ME WANT TO PLAY • by Patrick Perkins

It was the only toy her daughter had wanted for her birthday, but Erica had been reluctant to buy it. Because Furbies gave her the creeps.

Erica lifted the cardboard box to get a closer look at the Furby. It had black and white fur, over-sized pink ears, and a bright orange beak. Its large eyes were partially hidden by drooping eyelids.

Erica wrapped the toy and taped a bright pink bow on the top. She smiled. Regardless of how Erica felt about Furbies, she couldn’t wait to see Sarah’s face when she unwrapped it.


Sarah sat on the floor with the Furby, recently liberated from its packaging. Sarah leaned towards the Furby.

“Hi Furby,” Sarah said loudly.

“Me Nah-Bah,” the Furby said.

“Hello Nah-Bah,” the little girl replied. “My name is Sarah. Can you dance for me?” Sarah clapped her hands four times and immediately the Furby started to rock back and forth.

“Do, do, do-de-do,” the Furby chanted while it rocked. It finished the dance by raising its ears.

Sarah squealed and clapped. “Very good Nah-Bah!” she said and scratched the Furby on the head. The Furby blinked and started to purr.

“Dee Doo-Ay,” the Furby answered.

“That means best fun,” Sarah informed Erica. “Nah-Bah likes to dance.”

“I see,” Erica said, smiling at her daughter. “What else can Nah-Bah do?”

“They like being tickled,” Sarah replied, turning back to the Furby. She tickled the Furby’s stomach and Nah-Bah started to giggle.

Erica smiled and suppressed a shudder.


Roused from a deep sleep, Erica at first could make no sense of the loud noises coming from down the hall.

“Dah Boh-Bay, Dah Boh-Bay,” the Furby was calling in its high-pitched voice. The sound carried clearly in the quiet house.

Yawning, Erica made her way down the hall to Sarah’s bedroom. It had been a very busy day and the last thing she needed was her daughter being kept up all night by her new toy.

The Furby kept repeating the same words. Erica eased Sarah’s door open and found the Furby on Sarah’s nightstand. The Furby’s voice was quite loud but the little girl slept soundly.

Erica picked up the Furby and carried it away from the bed. She quietly closed Sarah’s door and took the toy to the kitchen.

“Time for some quiet, my furry friend,” Erica said, placing the Furby on the counter.

“Dah Boh-Bay, Dah Boh-Bay,” the Furby said.

“Dah Boh-Bay to you too,” she said as she turned the toy over and searched for a switch. Not having any luck, she decided to do the next best thing and remove the batteries.

“Nighty night,” Erica said as she flipped the Furby over. She found the battery cover, opened the small door and removed the four “AA” batteries.

With another yawn, Erica placed the Furby back on the counter.

“Dah Boh-Bay, Dah Boh-Bay,” the Furby blurted. This time its eyes snapped wide open and its ears flipped straight up.

Erica jerked back from the counter, wide awake now. She picked up the Furby and began checking for another battery compartment when suddenly it started to vibrate.

“Sarah, Sarah, Sarah!” the Furby suddenly shrieked. “Dah Boh-Bay, Dah Boh-Bay!” It repeated the line over and over, getting louder each time.

And then Erica heard her daughter screaming. She swore, dropped the convulsing toy to the counter, then raced down the hall towards Sarah’s bedroom.

“Mommy, mommy!” Sarah screamed hysterically. The screams were muffled by the closed bedroom door but she could still make out the words. “Get them off!”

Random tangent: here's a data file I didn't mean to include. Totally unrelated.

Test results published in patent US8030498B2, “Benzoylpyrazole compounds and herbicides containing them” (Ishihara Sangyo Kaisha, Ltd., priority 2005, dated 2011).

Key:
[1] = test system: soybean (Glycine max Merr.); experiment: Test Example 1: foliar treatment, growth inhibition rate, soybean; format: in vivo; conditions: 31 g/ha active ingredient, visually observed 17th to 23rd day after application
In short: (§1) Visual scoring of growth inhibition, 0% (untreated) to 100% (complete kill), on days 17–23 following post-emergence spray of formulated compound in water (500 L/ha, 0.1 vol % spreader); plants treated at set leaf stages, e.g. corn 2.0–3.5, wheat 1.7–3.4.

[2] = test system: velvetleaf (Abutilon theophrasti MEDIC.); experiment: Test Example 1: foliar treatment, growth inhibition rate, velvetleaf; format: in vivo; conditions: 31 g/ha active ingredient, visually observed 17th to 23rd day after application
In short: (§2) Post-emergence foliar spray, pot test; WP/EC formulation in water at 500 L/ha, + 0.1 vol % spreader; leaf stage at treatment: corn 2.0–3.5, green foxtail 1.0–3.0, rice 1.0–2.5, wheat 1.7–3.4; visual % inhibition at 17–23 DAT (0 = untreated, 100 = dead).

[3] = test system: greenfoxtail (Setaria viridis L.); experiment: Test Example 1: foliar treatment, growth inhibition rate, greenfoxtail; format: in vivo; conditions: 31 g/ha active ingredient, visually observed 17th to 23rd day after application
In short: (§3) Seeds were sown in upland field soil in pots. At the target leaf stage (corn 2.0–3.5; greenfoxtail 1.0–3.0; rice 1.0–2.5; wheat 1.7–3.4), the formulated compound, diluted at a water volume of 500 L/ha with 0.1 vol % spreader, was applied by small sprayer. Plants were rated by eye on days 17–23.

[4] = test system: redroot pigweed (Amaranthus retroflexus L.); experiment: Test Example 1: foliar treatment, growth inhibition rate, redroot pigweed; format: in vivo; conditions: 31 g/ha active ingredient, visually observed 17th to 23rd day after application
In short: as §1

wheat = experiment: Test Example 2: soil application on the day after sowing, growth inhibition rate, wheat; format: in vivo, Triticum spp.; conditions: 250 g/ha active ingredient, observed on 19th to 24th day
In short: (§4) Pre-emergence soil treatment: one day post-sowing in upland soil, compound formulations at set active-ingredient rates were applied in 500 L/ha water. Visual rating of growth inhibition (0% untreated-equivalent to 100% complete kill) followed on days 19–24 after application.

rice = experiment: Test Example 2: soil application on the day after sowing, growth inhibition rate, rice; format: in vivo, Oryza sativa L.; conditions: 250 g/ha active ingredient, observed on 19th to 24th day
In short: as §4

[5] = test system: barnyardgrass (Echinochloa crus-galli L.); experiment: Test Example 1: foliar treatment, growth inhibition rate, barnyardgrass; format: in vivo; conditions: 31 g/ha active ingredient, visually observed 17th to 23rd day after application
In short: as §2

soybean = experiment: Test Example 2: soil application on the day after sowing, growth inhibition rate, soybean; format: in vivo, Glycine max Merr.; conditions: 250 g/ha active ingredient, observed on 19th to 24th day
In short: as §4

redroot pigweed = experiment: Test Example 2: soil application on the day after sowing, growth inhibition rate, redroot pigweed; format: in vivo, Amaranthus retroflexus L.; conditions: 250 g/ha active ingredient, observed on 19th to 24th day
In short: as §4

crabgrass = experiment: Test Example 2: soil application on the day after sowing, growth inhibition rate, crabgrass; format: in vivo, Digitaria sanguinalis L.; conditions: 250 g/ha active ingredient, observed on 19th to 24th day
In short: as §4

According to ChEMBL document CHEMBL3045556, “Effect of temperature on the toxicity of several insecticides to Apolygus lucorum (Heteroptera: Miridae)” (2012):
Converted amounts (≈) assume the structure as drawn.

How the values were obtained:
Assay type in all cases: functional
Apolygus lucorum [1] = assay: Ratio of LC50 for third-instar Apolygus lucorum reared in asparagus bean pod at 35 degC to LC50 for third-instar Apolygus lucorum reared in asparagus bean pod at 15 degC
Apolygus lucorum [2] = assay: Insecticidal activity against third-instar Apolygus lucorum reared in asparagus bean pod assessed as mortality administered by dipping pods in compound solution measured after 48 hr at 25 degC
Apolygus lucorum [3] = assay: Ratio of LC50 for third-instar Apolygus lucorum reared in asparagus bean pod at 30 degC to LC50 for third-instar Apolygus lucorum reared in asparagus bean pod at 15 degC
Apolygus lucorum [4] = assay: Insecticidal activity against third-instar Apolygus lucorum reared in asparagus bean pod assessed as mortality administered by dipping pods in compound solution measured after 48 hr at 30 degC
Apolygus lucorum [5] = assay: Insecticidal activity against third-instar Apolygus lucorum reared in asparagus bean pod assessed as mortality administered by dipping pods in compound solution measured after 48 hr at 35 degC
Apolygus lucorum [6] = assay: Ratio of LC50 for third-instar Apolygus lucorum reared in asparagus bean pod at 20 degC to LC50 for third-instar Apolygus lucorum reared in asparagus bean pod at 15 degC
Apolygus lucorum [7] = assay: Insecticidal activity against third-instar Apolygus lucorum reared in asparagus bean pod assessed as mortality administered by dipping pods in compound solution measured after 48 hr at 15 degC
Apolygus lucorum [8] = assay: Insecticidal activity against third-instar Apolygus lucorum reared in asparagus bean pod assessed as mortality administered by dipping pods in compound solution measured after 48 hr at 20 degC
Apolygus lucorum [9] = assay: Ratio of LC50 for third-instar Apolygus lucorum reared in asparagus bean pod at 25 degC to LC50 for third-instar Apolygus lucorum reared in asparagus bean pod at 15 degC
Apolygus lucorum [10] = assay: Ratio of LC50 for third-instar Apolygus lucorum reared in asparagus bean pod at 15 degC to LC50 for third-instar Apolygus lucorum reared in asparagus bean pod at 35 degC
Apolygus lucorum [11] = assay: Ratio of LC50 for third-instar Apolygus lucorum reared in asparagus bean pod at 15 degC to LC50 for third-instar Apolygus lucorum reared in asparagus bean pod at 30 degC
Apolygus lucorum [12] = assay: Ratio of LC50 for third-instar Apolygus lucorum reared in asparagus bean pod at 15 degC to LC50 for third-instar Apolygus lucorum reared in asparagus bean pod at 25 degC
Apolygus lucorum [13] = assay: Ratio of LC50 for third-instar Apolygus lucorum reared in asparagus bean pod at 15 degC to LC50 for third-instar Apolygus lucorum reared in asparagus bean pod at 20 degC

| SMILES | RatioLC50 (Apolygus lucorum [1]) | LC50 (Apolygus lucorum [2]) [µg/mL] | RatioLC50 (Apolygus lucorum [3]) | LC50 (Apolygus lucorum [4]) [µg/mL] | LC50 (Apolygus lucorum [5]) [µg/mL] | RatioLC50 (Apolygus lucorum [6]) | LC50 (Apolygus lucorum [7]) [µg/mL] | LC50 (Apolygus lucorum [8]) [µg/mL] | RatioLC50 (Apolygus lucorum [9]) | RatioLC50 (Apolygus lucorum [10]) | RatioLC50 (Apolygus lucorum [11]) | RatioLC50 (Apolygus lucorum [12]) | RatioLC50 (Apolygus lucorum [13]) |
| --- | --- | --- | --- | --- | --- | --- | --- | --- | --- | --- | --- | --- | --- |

Erica reached Sarah’s bedroom and threw open the door.

In the dim light the first thing Erica saw was movement all over Sarah’s bed. When she snapped on the bedroom light she began screaming as well; the top of the bed was covered with rats. Sarah was curled up in a tight ball in the corner, her quilt pulled tightly around her. The rats were swarming over the quilt, scratching and nipping in a frenzy to get at the little girl.

Erica grabbed the edge of the quilt and whipped it away from Sarah, hurling several rats into the wall. Erica pulled Sarah up off the bed and ran to the door, rats nipping at her bare feet. Dropping Sarah to the floor of the hallway, Erica slammed the door shut, crushing a rat in the doorjamb with a sickening crunch. They could hear frantic scratching on the other side of the door as the rats tried to get out.

Erica sat on the floor next to Sarah and wrapped her arms around her. After a few moments Sarah stopped screaming and her body shook as she began to sob. Erica closed her eyes and waited for her heart to stop racing.


Erica sat at the kitchen table and watched the exterminator’s van pull out of driveway. They had located the rats’ nest under the deck just outside Sarah’s room; the rodents had entered Sarah’s room through a hole in the back of Sarah’s closet.

The Furby rested on the table in front of her — it had not moved or spoken since the previous evening.

Erica winced; the rat bites on her feet were stinging. A few of the bites had required stitches — the rest had just needed cleaning and bandaging.

Suddenly the Furby’s eyes snapped open and its ears stood straight up. Erica swore and jerked back from the table.

“Nah-Bah loves Sarah,” the Furby said in its sing-sing voice. “Nah-Bah wants see Sarah!” It flapped its ears a few times then went silent.

Erica stared at the Furby. After a few moments of silence she leaned forward. “If Nah-Bah sees Sarah, will Nah-Bah be quiet?”

Immediately the Furby’s eyes snapped open. “Nah-Bah be quiet. Nah-Bah loves Sarah. Me stay forever!” It began to flap its ears and purr. After it stopped purring, it rocked back and forth then went quiet.

Erica nodded, then scratched the top of the Furby’s head. It began to purr.

Patrick Perkins writes in British Columbia, Canada.

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Every Day Fiction